Hugh Hefner, Icon of the Sexual Revolution, <br>Dead at 91

Publisher, editor, businessman and icon Hugh Hefner has died. He was 91 years old.

Hefner was best known as the longtime editor of Playboy magazine, which he founded in 1953. From Wikipedia:

While he was working as a copywriter for Esquire, Hefner left in January 1952 after being denied a $5 raise. In 1953, he took out a mortgage, generating a bank loan of $600, and raised $8,000 from 45 investors, including $1,000 from his mother (“Not because she believed in the venture,” he told E! in 2006, “but because she believed in her son.”), to launch Playboy, which was initially going to be called Stag Party. The first issue, published in December 1953, featured Marilyn Monroe from her 1949 nude calendar shoot and sold over 50,000 copies.(Hefner, who never met Monroe, bought the crypt next to hers at the Westwood Village Memorial Park Cemetery in 1992 for $75,000.)

After the Charles Beaumont science fiction short story “The Crooked Man” was rejected by Esquire magazine in 1955, Hefner agreed to publish it in Playboy. The story highlighted straight men being persecuted in a world where homosexuality was the norm. After the magazine received angry letters, Hefner wrote a response to criticism where he said, “If it was wrong to persecute heterosexuals in a homosexual society then the reverse was wrong, too.”

Following Hefner’s death at home on Wednesday, Cooper Hefner, Hef’s son and the current chief creative officer of Playboy Enterprises, released a statement remembering his father:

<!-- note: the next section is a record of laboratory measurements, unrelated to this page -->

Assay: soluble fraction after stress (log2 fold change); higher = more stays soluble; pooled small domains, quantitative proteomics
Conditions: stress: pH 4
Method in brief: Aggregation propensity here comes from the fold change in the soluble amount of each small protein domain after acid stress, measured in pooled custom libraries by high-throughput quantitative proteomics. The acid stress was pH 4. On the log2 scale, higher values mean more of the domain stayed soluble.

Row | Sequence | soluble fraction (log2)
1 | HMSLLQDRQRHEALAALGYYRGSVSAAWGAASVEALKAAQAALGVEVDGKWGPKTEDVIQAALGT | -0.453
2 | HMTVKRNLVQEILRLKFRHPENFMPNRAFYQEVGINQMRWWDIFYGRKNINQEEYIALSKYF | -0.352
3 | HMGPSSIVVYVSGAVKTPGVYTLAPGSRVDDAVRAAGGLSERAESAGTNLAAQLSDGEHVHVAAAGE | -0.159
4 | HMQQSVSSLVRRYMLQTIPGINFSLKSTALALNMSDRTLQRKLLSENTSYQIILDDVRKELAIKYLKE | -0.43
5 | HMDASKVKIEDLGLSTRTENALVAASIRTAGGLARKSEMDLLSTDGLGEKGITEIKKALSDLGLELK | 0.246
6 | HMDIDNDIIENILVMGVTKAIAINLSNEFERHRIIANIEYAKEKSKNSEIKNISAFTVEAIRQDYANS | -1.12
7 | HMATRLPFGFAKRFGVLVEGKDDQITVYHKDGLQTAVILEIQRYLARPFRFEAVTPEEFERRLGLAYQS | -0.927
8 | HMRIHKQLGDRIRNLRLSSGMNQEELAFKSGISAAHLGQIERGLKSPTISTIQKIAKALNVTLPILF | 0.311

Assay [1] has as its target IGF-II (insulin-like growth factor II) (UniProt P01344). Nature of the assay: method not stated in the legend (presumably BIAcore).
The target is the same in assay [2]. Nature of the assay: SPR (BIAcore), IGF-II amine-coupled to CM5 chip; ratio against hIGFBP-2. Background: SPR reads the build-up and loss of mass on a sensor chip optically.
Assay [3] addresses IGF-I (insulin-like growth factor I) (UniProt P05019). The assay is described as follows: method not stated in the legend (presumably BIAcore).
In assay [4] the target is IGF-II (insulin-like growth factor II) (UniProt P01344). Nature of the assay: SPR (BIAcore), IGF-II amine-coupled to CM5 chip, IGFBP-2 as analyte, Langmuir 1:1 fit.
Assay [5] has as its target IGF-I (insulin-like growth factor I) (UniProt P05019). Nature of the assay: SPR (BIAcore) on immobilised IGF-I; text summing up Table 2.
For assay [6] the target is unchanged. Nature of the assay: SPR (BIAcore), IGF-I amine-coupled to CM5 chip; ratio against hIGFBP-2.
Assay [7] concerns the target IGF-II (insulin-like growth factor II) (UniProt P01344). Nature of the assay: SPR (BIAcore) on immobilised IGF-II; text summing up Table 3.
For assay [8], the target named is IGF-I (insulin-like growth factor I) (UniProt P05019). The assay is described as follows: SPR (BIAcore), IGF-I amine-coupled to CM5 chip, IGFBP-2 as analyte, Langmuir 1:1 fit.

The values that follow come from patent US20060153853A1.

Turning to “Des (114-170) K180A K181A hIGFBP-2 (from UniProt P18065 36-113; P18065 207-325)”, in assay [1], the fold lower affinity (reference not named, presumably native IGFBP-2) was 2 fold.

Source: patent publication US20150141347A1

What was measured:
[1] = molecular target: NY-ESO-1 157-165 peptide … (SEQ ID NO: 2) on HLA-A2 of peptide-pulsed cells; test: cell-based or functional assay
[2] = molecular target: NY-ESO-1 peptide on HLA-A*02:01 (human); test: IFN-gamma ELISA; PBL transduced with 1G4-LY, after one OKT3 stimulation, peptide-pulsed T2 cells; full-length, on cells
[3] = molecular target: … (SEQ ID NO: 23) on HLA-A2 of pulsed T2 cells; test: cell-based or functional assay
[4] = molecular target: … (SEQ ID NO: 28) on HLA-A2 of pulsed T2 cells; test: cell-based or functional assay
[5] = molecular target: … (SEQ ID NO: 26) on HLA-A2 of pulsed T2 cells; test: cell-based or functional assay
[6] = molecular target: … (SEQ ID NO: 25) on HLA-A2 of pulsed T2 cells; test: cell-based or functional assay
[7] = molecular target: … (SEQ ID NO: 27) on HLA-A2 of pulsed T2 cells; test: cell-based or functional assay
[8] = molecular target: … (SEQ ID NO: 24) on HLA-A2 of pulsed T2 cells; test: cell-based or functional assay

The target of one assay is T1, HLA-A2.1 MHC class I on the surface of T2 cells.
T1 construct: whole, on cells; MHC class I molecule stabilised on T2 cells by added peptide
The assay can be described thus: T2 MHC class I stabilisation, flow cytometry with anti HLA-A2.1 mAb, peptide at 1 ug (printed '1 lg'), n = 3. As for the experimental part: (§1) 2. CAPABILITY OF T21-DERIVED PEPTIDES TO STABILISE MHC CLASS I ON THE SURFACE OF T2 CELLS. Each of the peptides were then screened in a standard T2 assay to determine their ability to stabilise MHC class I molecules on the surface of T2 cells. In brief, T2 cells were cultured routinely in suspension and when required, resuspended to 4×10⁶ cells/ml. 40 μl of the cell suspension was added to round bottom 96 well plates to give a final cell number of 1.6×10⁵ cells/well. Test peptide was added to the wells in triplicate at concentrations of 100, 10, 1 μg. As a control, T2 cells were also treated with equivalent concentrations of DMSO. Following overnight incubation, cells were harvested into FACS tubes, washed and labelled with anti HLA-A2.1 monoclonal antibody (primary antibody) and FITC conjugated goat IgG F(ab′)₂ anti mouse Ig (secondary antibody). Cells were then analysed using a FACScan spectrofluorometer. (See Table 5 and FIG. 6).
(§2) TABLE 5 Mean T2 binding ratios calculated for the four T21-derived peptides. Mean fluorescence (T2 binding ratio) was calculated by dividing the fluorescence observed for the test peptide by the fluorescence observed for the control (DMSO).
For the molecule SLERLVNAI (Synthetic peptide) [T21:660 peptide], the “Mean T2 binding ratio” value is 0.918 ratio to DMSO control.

My father lived an exceptional and impactful life as a media and cultural pioneer and a leading voice behind some of the most significant social and cultural movements of our time in advocating free speech, civil rights and sexual freedom. He defined a lifestyle and ethos that lie at the heart of the Playboy brand, one of the most recognizable and enduring in history. He will be greatly missed by many, including his wife Crystal, my sister Christie and my brothers David and Marston and all of us at Playboy Enterprises.

In the same statement, it was remarked upon that Playboy magazine was always “more than just the beautiful women featured in its pages. Mr. Hefner took a progressive approach not only to sexuality and humor, but also to literature, politics and culture. Within its pages, Playboy published fiction by such writers as Ray Bradbury, Charles Beaumont, John Updike, Ian Fleming, Joseph Heller, Gabriel Garcia Marquez, Margaret Atwood, Jack Kerouac and Kurt Vonnegut.”

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